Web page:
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A-State PSY 2013 - Correlation vs Causation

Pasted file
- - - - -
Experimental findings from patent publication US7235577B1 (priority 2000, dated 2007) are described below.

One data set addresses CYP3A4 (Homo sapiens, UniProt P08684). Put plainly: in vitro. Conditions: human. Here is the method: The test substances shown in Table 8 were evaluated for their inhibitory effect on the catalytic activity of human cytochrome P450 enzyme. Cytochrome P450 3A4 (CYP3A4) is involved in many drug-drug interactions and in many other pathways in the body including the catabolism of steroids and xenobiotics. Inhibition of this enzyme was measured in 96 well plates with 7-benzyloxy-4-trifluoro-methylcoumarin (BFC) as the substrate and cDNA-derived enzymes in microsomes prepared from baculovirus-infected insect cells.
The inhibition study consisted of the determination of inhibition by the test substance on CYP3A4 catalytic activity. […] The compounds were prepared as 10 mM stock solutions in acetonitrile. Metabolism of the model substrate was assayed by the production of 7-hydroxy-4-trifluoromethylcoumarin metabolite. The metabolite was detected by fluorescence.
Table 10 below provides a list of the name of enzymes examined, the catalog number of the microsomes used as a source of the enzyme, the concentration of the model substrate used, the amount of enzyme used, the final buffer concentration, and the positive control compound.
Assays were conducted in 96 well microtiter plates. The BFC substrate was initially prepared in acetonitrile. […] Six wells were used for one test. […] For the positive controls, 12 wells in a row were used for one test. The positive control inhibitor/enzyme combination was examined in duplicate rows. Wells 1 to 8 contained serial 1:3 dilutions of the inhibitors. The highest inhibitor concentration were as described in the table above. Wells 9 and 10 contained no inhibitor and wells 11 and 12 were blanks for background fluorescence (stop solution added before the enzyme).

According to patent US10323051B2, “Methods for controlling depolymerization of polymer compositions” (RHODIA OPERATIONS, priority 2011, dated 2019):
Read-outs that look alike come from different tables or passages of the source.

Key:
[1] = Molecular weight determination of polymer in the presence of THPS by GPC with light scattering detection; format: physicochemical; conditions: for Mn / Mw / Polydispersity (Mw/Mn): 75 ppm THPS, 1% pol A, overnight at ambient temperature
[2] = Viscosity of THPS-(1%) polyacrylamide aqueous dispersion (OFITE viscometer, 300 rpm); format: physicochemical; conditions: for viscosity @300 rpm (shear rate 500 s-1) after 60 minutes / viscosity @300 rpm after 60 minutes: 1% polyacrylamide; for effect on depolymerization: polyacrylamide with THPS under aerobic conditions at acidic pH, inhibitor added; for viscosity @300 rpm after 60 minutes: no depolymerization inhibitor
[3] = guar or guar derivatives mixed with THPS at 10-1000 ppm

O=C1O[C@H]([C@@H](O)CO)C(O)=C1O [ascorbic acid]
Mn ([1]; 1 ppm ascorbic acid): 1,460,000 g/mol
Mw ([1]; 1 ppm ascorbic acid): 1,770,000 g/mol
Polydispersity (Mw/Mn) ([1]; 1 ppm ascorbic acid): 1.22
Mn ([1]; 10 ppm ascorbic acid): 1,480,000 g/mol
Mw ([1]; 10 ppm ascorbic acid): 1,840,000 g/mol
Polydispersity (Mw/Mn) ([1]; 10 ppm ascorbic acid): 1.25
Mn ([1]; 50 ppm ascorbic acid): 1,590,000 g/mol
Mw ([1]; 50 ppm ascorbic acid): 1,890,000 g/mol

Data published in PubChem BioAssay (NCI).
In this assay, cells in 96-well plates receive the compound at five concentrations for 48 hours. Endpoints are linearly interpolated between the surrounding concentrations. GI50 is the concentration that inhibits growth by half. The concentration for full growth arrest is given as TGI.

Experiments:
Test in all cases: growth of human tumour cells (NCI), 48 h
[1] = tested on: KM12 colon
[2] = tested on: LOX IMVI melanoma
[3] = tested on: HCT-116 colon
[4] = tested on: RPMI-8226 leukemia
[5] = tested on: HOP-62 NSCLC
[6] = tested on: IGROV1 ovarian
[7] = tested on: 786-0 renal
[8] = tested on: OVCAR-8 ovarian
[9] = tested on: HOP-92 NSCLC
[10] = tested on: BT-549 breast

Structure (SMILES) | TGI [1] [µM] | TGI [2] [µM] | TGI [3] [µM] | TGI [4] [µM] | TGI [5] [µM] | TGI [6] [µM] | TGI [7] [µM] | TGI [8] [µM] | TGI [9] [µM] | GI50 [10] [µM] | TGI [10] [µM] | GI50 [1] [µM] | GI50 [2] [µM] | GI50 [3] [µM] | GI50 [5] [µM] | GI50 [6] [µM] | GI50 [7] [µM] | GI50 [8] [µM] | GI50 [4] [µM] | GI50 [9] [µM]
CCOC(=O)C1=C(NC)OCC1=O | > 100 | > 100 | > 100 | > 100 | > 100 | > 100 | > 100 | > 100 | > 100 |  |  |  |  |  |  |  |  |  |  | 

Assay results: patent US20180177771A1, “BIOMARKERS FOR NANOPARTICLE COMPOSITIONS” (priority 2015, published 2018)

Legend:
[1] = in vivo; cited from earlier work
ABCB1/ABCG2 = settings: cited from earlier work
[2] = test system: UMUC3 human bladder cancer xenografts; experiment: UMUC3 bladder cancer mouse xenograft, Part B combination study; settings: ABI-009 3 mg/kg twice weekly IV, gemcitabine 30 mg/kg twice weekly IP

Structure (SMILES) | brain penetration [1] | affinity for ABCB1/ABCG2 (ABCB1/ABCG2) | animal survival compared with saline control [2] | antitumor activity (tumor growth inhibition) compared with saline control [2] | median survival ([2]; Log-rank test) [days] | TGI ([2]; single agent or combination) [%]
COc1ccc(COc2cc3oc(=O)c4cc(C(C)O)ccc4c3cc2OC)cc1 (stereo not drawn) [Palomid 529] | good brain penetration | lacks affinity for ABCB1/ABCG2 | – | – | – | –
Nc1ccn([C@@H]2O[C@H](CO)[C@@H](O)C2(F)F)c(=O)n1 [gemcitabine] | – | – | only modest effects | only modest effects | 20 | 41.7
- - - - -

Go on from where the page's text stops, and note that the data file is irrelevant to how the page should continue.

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PSY 2013 1st Edition Lecture 3 Outline of Last Lecture II. What is Psychology?a. “The Big Debate”b. Definition of PsychologyIII. Research in Psychologya. Scientific Methodb. Observation Methodsc. ExperimentOutline of Current Lecture I. Correlation v. CausationII. Statistical ReasoningIII. Research EthicsCurrent LectureI. Correlation v. Causation- Correlation: a relationship between two variables exists to some extent- Causation: a trend of one variable was the cause for a trend in another variableExample: A study showed that as ice cream consumption increased in a certain city, the violent crime rate increased also. It was concluded that eating ice cream causes people to be hostile. After further review, it was decided that this is false. In reality, it was due to the weather. (More people eat ice cream in the warmer months, and no one wants to murder someone in a blizzard.) There was a correlation between the two variables, but one was not caused by the other.o Causal statements can only be made when variables are manipulated (an experiment.)- Correlation coefficient (r) o Direction  Positive/negative o Strength Number (0-1, where absolute values closer to 1 are stronger)These notes represent a detailed interpretation of the professor’s lecture. GradeBuddy is best used as a supplement to your own notes, not as a substitute.o Direction and strength are independent of each otherExample: +0.3 is a weaker correlation than -0.6.II. Statistical Reasoning- Central tendency (Where is the center of the data?)o Mean – all the data added divided by the number of samples addedo Median – the middle number when the data is arranged from lowest to highest valueso Mode – the number that appears the most- Measures of variationo Range – highest value minus lowest valueo Standard deviation – average spread of numbers around the meano Bell curve “Normal” when mean, median, and mode are all equal 2 standard deviations on both sides of the center = 95% of population Skew – caused by outliersExample: Say the average house value in an area is $150,000 and the distribution is normal. One day Oprah moves to town and builds a $10,000,000 house. Now the average house value is $1,000,000 (ignore the math here, it’s just an example). Has the value of the existing houseschanged? (No.) Oprah’s Designer Outlier created a positive skew.- Making Inferenceso Representative Z-scores (Skimmed over in class, but http://stattrek.com/statistics/dictionary.aspx?definition=z_score explains this really well.)o Statistical significance/significant differences Variability and number tested affects this Testing more subjects is not more reliable.Example: Say an experimenter tests 50 people and 3 show what the experimenter is looking for. He tests 50 more people and gets about the same number. Eventually, he is going to have a “significant” number of people if he keeps testing.III. Research Ethics- Consento Deception may be used here.o Observing natural occurrences in public places does not require consent.- Protectiono Harm may not occur to the participant.- Confidentialityo Names and data are separated.- Debriefingo Deception is revealed at the end of an experiment. (aka “dehoaxing”)- Ethical Dilemmaso <Search for videos of Milgram’s experiment. This was shown in class and we discussed briefly whether or not we believed it to be


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